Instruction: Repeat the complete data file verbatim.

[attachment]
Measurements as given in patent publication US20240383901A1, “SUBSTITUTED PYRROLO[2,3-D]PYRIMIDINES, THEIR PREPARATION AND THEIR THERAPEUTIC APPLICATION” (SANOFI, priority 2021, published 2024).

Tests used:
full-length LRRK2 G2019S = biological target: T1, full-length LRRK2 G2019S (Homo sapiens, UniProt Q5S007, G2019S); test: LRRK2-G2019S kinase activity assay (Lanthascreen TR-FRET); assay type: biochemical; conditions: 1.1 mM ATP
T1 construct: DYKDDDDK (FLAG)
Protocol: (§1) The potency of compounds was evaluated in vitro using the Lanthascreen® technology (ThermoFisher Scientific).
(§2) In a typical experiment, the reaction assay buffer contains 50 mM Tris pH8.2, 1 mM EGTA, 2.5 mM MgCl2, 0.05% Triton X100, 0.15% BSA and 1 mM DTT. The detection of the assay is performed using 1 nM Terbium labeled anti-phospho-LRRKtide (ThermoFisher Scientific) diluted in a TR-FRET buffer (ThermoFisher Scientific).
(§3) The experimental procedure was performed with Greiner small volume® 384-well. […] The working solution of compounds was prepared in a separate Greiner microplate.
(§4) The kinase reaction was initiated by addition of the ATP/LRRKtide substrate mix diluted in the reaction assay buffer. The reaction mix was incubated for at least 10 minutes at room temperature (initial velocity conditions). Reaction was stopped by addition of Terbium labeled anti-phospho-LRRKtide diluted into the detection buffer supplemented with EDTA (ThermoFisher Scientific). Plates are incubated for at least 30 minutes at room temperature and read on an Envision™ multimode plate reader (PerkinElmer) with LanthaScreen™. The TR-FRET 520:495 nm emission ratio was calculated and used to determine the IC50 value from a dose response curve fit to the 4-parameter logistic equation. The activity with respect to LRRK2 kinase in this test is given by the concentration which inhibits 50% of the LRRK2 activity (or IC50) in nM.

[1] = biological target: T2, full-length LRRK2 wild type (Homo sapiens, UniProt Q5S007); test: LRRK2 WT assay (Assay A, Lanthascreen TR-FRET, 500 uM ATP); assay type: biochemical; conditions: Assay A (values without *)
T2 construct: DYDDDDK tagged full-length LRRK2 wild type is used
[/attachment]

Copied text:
Measurements as given in patent publication US20240383901A1, “SUBSTITUTED PYRROLO[2,3-D]PYRIMIDINES, THEIR PREPARATION AND THEIR THERAPEUTIC APPLICATION” (SANOFI, priority 2021, published 2024).

Tests used:
full-length LRRK2 G2019S = biological target: T1, full-length LRRK2 G2019S (Homo sapiens, UniProt Q5S007, G2019S); test: LRRK2-G2019S kinase activity assay (Lanthascreen TR-FRET); assay type: biochemical; conditions: 1.1 mM ATP
T1 construct: DYKDDDDK (FLAG)
Protocol: (§1) The potency of compounds was evaluated in vitro using the Lanthascreen® technology (ThermoFisher Scientific).
(§2) In a typical experiment, the reaction assay buffer contains 50 mM Tris pH8.2, 1 mM EGTA, 2.5 mM MgCl2, 0.05% Triton X100, 0.15% BSA and 1 mM DTT. The detection of the assay is performed using 1 nM Terbium labeled anti-phospho-LRRKtide (ThermoFisher Scientific) diluted in a TR-FRET buffer (ThermoFisher Scientific).
(§3) The experimental procedure was performed with Greiner small volume® 384-well. […] The working solution of compounds was prepared in a separate Greiner microplate.
(§4) The kinase reaction was initiated by addition of the ATP/LRRKtide substrate mix diluted in the reaction assay buffer. The reaction mix was incubated for at least 10 minutes at room temperature (initial velocity conditions). Reaction was stopped by addition of Terbium labeled anti-phospho-LRRKtide diluted into the detection buffer supplemented with EDTA (ThermoFisher Scientific). Plates are incubated for at least 30 minutes at room temperature and read on an Envision™ multimode plate reader (PerkinElmer) with LanthaScreen™. The TR-FRET 520:495 nm emission ratio was calculated and used to determine the IC50 value from a dose response curve fit to the 4-parameter logistic equation. The activity with respect to LRRK2 kinase in this test is given by the concentration which inhibits 50% of the LRRK2 activity (or IC50) in nM.

[1] = biological target: T2, full-length LRRK2 wild type (Homo sapiens, UniProt Q5S007); test: LRRK2 WT assay (Assay A, Lanthascreen TR-FRET, 500 uM ATP); assay type: biochemical; conditions: Assay A (values without *)
T2 construct: DYDDDDK tagged full-length LRRK2 wild type is used